This post is part of our series on key aspects of the final HITECH omnibus rule published by the U.S. Department of Health and Human Services (HHS) in the Federal Register on January 25, 2013. Previous posts are available here. The regulations are effective March 26, 2013, but covered entities and business associates have until September 23, 2013, to comply with most new requirements.

The final HITECH omnibus rule requires covered entities to add several new provisions to the Notice of Privacy Practices (“NPP”) that they distribute to patients and beneficiaries.  Generally, an NPP describes how the covered entity may use and disclose protected health information (“PHI”), an individual’s rights with respect to PHI (e.g., the right to access PHI and request restrictions on uses and disclosures), and the covered entity’s legal duties with respect to PHI (e.g., the duty to abide by the terms of the NPP).

  • Uses and Disclosures Requiring Authorization.  The omnibus rule requires a covered entity to include a separate statement informing individuals that certain uses and disclosures require authorization.  Specifically, NPPs must state that the following require an individual’s prior authorization: (1) most uses and disclosures of psychotherapy notes (if the covered entity maintains psychotherapy notes); (2) uses and disclosures of PHI for marketing purposes; and (3) disclosures of PHI that constitute a “sale.”
  • Opting Out of Fundraising Communications.  If a covered entity contacts individuals for fundraising purposes, its NPP must notify individuals that they have a right to opt out of such communications, although the NPP does not need to describe the mechanism for opting out of receiving such communications.  Each fundraising communication will specify the opt out option(s) available.
  • Restricting Certain Disclosures.  A health care provider’s NPP must inform individuals of their right to restrict certain disclosures of PHI to health plans when the individual has paid in full for a health care item or service.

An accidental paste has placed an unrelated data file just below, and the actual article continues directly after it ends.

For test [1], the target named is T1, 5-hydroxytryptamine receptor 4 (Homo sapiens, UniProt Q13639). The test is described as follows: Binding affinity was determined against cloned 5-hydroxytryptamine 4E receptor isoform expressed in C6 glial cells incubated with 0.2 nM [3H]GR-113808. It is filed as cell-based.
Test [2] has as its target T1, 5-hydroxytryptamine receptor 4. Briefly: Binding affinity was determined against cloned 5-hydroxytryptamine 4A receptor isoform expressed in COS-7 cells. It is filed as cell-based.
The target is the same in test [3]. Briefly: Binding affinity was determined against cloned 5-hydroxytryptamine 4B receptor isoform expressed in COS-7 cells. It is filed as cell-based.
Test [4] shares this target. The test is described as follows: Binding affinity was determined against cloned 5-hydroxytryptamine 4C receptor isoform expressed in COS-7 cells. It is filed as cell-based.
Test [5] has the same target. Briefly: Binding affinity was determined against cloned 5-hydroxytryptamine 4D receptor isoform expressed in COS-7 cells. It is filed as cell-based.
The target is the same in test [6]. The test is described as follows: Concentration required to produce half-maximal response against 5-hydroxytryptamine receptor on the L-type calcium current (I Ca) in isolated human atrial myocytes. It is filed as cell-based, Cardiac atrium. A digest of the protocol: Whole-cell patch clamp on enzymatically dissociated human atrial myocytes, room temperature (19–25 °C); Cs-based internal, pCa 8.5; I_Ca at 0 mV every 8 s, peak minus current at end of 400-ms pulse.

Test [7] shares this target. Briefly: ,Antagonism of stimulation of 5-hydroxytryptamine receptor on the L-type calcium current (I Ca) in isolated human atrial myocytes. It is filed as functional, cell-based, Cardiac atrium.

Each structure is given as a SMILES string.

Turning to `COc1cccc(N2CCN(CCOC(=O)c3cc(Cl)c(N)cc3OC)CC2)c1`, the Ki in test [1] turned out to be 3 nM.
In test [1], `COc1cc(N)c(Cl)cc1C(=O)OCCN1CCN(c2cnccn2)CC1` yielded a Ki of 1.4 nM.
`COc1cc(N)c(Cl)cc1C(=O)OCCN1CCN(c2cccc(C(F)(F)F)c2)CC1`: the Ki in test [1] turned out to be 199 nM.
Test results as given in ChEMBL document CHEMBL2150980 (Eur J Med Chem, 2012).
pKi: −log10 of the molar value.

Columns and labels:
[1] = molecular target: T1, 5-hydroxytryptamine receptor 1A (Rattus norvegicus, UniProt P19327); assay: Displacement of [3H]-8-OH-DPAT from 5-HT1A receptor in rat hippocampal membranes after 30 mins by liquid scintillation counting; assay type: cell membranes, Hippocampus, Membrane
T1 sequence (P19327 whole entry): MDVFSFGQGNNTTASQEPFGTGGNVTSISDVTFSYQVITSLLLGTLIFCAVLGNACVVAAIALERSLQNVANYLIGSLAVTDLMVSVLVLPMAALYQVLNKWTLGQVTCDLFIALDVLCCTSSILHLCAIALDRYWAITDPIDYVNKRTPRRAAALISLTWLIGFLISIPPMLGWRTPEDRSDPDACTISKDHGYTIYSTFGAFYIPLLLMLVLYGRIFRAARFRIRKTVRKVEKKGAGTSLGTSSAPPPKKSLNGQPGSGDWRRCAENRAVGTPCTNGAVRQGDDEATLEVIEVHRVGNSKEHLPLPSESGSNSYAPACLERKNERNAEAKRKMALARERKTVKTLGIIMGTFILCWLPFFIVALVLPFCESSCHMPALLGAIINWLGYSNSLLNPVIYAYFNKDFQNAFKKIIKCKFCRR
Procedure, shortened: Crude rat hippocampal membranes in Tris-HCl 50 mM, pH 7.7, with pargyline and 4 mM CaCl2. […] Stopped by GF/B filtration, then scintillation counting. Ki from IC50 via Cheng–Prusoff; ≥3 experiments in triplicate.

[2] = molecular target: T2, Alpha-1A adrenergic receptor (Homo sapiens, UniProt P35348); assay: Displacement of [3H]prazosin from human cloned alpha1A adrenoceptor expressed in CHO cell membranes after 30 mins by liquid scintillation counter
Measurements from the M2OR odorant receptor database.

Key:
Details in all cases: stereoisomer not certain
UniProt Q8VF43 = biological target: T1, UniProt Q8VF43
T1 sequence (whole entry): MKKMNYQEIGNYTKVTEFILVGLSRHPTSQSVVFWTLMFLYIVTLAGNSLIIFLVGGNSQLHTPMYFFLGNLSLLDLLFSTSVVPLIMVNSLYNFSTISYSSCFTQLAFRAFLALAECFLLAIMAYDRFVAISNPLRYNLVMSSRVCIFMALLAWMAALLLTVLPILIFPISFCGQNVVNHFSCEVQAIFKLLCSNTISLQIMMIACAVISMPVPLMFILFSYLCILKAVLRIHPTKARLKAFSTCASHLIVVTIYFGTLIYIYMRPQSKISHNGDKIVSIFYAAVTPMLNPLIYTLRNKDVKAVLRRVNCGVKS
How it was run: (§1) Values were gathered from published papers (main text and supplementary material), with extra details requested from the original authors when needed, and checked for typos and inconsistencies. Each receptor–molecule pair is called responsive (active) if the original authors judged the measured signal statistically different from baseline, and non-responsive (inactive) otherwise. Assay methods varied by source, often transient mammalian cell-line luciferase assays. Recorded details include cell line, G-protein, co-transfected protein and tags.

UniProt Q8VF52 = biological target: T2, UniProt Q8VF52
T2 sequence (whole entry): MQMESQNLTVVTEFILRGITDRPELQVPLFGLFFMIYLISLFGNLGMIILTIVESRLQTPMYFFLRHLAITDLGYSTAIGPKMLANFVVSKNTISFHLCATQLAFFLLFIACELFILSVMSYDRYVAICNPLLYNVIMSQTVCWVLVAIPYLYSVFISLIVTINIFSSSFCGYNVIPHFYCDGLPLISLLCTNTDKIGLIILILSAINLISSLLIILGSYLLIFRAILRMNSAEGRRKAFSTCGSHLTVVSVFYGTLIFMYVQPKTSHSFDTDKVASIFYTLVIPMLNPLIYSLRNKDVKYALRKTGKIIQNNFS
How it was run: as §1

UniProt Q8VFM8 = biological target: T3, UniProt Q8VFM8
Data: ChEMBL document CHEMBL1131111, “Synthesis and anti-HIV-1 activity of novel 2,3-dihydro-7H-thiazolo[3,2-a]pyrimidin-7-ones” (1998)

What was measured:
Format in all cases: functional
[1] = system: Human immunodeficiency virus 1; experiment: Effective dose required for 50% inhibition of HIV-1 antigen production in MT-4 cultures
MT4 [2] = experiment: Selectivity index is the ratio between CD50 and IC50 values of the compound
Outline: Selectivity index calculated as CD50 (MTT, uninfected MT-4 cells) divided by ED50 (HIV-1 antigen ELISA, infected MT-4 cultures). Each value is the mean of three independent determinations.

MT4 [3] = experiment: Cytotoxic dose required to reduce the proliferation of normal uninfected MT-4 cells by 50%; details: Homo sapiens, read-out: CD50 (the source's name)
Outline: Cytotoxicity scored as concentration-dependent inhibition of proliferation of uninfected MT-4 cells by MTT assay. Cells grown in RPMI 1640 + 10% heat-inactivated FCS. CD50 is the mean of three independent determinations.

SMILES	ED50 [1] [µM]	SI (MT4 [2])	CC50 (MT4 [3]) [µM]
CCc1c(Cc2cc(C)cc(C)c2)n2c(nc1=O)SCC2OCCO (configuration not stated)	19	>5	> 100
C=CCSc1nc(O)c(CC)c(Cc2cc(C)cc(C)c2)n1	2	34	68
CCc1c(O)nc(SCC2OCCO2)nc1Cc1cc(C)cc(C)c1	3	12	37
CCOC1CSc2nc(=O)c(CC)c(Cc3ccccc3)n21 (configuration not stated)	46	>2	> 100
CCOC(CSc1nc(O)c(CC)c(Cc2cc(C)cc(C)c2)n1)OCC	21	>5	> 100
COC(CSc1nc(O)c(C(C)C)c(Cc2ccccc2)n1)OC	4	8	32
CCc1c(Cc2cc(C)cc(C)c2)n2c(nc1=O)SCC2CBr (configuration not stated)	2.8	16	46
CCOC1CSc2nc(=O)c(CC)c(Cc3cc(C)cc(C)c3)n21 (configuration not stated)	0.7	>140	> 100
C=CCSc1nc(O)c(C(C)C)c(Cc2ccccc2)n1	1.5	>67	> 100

• Breach Notification.  The NPP must inform individuals of their right to receive a notification in the event of a breach of their unsecured PHI.  In the Statement of Basis and Purpose, HHS explained that a “simple statement…that an individual has a right to or will receive” a breach notification in appropriate circumstances “will suffice for purposes of this requirement.”  No further description is required.

HHS stated that the modifications required above are “material changes” to a covered entity’s NPP.  As a result, covered entities must notify individuals of these material changes in accordance with the Privacy Rule.  The omnibus rule also revises and clarifies how covered entities are required to notify individuals of material changes:

  • Health Plans.  If a health plans posts an NPP on its website, it must post the revised NPP with the material change on its website by the effective date of the material change, and also “provide the revised notice, or information about the material change and how to obtain the revised notice, in its next annual mailing to individuals covered then by the plan.”  If the health plan does not have a website where it posts its NPP, it must “provide the revised notice, or information about the material change and how to obtain the revised notice, to individuals then covered by the plan within 60 days” of the material change.  In the Statement of Basis and Purpose, HHS also suggested that health plans should provide beneficiaries with “both paper- and web-based notices.”
  • Health Care Providers.  The omnibus rule does not change the requirements for health care providers to inform patients of material changes to their NPPs.  However, the Statement of Basis and Purpose does discuss how health care providers should distribute and display their NPPs.  For example, HHS explained that health care providers may post a summary of their NPP “in a clear and prominent location at the delivery site” if the full NPP is “immediately available” to patients (i.e., on a table next to the posted summary) and there is no additional burden to acquire the full NPP.  Requiring patients to ask a receptionist for the full NPP would be considered an unacceptable burden.

Covered entities should revisit their NPPs and ensure that they comply with the new requirements prior to the rule’s compliance date.